Service of Smart Frugality

February 25th, 2016

Categories: Discounts, Frugality, Poor, Saving Money

pinching pennies

I was drawn to Sendhil Mullainathan’s Wall Street Journal article “Pinching Pennies in the Right Places,” because according to this Harvard professor of economics, my thinking, while intuitive, is wrong. Not surprised: I almost failed economics in college. I ended up passing the course by figuring out the answer and writing the opposite. On the other hand, what he wrote makes sense. Maybe I’d have aced his class.

He shared two instances where you’re at a store and the salesperson tells you that another branch 30 minutes away has what you want for less. One item costs $50 and would be $40 for the same model. The other item costs $400 and you could get it for $385.

20 percent off“Research by Daniel Kahneman and Amos Tversky the psychologists whose work helped spawn behavioral economics, suggests that people are more likely to make the trip for the $40 headphones than for the $385 speakers,” wrote Mullainathan. That would be a mistake. “In each case it will take 30 minutes to save some money. But with the headphones, you save $10; with the speakers, you save $15.” He continued: “It’s as if you had two identical job offers, but one paid $20 an hour and the other $30. Yet you consistently chose the lower-paying job.”

He observed that people spend chunks of time finding the best deal on a pair of jeans and none on the fees charged by mutual funds for example. “Do Consumers Make Too Much Effort to Save on Cheap Items and Too Little to Save on Expensive Items?” is the title of the paper of Ben-Gurion University economist Ofer H. Azar. Mullainathan’s answer is “Yes.”

piggy bankThere is an exception according to Anuj K. Shah from the University of Chicago who conducted research with Mullainathan and Princeton psychology professor Eldar Shafir. “Poorer people tend to value a dollar more consistently, irrespective of the context. It is not simply that those with less money pinch more pennies; it is that they are compelled to value those pennies in absolute rather than relative terms…A dollar saved is a dollar to be spent elsewhere, not merely a piece of token accounting.”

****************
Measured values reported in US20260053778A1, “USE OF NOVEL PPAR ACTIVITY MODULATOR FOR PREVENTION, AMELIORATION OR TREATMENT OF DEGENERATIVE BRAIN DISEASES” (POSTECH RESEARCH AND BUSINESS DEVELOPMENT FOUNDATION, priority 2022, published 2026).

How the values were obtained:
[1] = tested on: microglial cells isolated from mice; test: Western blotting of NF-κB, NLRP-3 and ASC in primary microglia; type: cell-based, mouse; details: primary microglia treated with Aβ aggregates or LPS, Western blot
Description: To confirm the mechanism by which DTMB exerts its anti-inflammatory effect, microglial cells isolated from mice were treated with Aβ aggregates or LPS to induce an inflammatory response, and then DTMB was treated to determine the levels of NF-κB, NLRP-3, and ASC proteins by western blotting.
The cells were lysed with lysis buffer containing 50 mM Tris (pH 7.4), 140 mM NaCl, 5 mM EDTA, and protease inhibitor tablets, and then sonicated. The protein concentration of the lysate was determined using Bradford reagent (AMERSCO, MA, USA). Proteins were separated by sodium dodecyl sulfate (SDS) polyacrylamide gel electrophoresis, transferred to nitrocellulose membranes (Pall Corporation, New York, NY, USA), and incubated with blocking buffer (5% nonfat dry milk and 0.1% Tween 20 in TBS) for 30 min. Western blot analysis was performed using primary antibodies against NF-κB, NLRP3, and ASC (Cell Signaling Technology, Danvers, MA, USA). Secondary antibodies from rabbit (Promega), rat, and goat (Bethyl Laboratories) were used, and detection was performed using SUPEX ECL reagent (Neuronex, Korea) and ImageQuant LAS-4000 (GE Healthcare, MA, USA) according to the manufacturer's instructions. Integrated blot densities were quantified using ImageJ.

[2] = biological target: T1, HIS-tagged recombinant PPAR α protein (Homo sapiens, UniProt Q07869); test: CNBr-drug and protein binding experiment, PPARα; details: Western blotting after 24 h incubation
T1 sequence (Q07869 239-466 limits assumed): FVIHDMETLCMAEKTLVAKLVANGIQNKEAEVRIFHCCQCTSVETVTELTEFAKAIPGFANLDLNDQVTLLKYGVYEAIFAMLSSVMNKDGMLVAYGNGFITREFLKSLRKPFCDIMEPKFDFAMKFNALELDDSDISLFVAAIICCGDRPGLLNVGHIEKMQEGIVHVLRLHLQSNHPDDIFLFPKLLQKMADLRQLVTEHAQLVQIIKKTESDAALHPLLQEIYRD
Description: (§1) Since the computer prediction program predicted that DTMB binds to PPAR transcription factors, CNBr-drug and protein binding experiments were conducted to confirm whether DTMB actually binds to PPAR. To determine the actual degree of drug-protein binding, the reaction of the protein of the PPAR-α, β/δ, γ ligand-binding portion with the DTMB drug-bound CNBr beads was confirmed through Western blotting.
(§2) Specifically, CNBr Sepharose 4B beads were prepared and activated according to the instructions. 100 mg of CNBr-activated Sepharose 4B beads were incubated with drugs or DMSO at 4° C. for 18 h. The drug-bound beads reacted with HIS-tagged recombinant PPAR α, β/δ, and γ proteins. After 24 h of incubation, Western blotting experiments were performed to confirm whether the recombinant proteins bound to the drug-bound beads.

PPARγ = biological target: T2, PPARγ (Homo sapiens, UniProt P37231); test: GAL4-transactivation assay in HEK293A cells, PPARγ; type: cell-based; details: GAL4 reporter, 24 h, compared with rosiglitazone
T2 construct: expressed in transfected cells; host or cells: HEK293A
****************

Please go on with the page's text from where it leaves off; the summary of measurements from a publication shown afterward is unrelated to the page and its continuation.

Mullainathan advises: “When it comes to money, stop looking at relative values and start looking at absolutes. Dollars, not percentages, matter. In this case, the well-off can learn something about money management from the poor.”

How much would you have to save to travel for 30 minutes? Are you, like most, driven more by the percentage of a discount—which was 20 percent off the $50 headphones and 3.75 percent off the $400 speakers–than by the amount of money saved?

Driving in traffic

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11 Responses to “Service of Smart Frugality”

  1. Donna Boyle Schwartz Said:

    Donna wrote on Facebook: I share your pain–Econ was the only class I ever got a “C” in! We’re driven by the monetary value, not a % off. And just a pet peeve–BOGO advertising when they don’t list the price–how do I know that the price of “one” isn’t double the price of the same item somewhere else?

  2. Jeanne Byington Said:


    You are smarter than most and smarter than I am as well. I admit falling for the percentage. I will try to retrain my brain starting NOW.

  3. ASK Said:

    Because I am lazy, and also value my time, I would not travel for 30 minutes to save $10. I shop at a supermarket that is most convenient to where I live. There is a supermarket that has lower prices on some items, BUT it’s farther away and the check-out lines are so long…There must be some law of economics that applies to people like me. I also did not do well in econ…

  4. Jeanne Byington Said:


    There are certain luxuries I like that I need to travel to get at a price I can afford so that I do that pretty regularly–such as wine at Trader Joe’s. Because I live in two places, I have a lot of choice and when I’m in the car, in an area with little traffic, I do so happily, listening to the radio. However, if as in the case the Harvard economist described, I was told I could save $10 by driving 30 minutes, unless I had other errands to run in that neighborhood, I wouldn’t do it but would appreciate the tip.

    I am amazed that two smart people I know and admire both didn’t do well in economics either. Hmmmm.

  5. Jeanne Byington Said:


    I also meant to address the buy one get one free comment you made. Most often I don’t want two of just those items so marketed either because I don’t have room to store a second one or don’t use the item enough and the second one will expire before I can.

  6. Lucrezia Said: